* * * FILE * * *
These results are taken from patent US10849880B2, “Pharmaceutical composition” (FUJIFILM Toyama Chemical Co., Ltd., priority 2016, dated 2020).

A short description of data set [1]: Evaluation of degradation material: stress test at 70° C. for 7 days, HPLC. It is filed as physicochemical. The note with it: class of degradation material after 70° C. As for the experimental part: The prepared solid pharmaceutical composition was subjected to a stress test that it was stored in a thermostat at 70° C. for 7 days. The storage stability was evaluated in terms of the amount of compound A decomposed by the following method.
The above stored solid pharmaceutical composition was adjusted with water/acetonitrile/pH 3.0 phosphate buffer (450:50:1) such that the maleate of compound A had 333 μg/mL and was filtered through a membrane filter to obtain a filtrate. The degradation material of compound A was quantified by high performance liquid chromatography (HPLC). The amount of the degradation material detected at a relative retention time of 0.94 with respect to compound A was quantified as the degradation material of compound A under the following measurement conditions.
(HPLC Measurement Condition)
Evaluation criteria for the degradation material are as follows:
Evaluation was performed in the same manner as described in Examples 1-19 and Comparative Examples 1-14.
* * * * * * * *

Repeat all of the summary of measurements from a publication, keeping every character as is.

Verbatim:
These results are taken from patent US10849880B2, “Pharmaceutical composition” (FUJIFILM Toyama Chemical Co., Ltd., priority 2016, dated 2020).

A short description of data set [1]: Evaluation of degradation material: stress test at 70° C. for 7 days, HPLC. It is filed as physicochemical. The note with it: class of degradation material after 70° C. As for the experimental part: The prepared solid pharmaceutical composition was subjected to a stress test that it was stored in a thermostat at 70° C. for 7 days. The storage stability was evaluated in terms of the amount of compound A decomposed by the following method.
The above stored solid pharmaceutical composition was adjusted with water/acetonitrile/pH 3.0 phosphate buffer (450:50:1) such that the maleate of compound A had 333 μg/mL and was filtered through a membrane filter to obtain a filtrate. The degradation material of compound A was quantified by high performance liquid chromatography (HPLC). The amount of the degradation material detected at a relative retention time of 0.94 with respect to compound A was quantified as the degradation material of compound A under the following measurement conditions.
(HPLC Measurement Condition)
Evaluation criteria for the degradation material are as follows:
Evaluation was performed in the same manner as described in Examples 1-19 and Comparative Examples 1-14.